According to Sigala, (2003) the ICDT model provides the fundamentals of differentiating four separate types of marketing strategies. Businesses striving at increasing the visibility as in who’s who, what is available, how much it costs and improving the perception of products or services could achieve it by internet either internet based marketing initiatives – VIS or by influencing the business communication strategy – VCS. Hagel (1999), also support Sigala’s view by saying, the access to information is the key point to bargain for the power in any commercial transaction. Commercial transactions do not show so many possibilities of innovation and increase of sales as online transactions do. Nowadays businesses are presented with the situation whereby customer’s loyalty to a website is lacking. Hence for companies to build loyal visitors to their websites and build up an on-going relationship, then it needs to regularly update the content of its pages (ibid)
According to Hagel (1999), there are three different situations:
- Generating traffic: get the site visited by the target public.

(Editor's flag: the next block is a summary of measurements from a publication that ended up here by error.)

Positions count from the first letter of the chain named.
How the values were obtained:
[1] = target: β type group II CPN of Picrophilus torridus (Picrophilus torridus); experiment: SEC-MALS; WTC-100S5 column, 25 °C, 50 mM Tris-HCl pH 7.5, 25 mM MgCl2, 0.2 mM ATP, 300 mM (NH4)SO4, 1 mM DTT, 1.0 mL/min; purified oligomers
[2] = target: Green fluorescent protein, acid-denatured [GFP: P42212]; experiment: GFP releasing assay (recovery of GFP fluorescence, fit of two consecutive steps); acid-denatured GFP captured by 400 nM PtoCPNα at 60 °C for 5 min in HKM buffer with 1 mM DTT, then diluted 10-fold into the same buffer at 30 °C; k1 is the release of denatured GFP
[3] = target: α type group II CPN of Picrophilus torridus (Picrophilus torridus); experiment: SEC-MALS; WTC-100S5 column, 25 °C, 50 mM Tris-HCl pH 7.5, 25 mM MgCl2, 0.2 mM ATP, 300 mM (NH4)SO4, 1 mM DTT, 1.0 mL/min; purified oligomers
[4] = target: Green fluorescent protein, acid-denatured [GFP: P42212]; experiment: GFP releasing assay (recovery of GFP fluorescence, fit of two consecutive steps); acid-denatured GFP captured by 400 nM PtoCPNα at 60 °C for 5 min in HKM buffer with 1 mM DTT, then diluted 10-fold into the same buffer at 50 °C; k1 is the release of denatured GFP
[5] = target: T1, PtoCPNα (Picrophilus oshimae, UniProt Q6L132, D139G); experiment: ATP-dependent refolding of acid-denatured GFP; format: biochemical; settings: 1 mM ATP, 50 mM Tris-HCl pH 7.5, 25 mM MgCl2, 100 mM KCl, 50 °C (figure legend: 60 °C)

- Concentrating traffic: make the site to be visited for a longer time.
- Keeping traffic: make more difficult to site users to leave the virtual community.
Figure 2.5 ICDT Model The ICDT Model Source: Anghern (1997)
The VDS and VTS presence is aimed at reducing costs, lead times, improving quality and innovating product or services through the possibility of using the internet for distribution as well as using the internet as medium to carryout transaction (Sigala, 2003)
According to Angehrn and Meyer, (1997) and supported by Sigala, (2003) the ICDT induces further classification of the four basic types of internet presence. As illustrated in figure 2.6, for each type of virtual presence (VIS, VCS, VDS, and VTS) – two further dimensions are considered; level of sophistication in terms of technical sophistication (simple or advanced) and level of customization (low or high). Sophistication reflects the degree to which specific characteristics of the underlying virtual space are exploited. On the other hand, customization indicates the level to which the internet is used to provide individualized products and services. In both cases (sophistication and customization) Sigala (2003) opined that they can be classified as low or high depending on the level of exploitation of the interactivity, connectivity and convergence capabilities of the internet as well as the nature of internet tools or IT tools and the mechanism being put into use.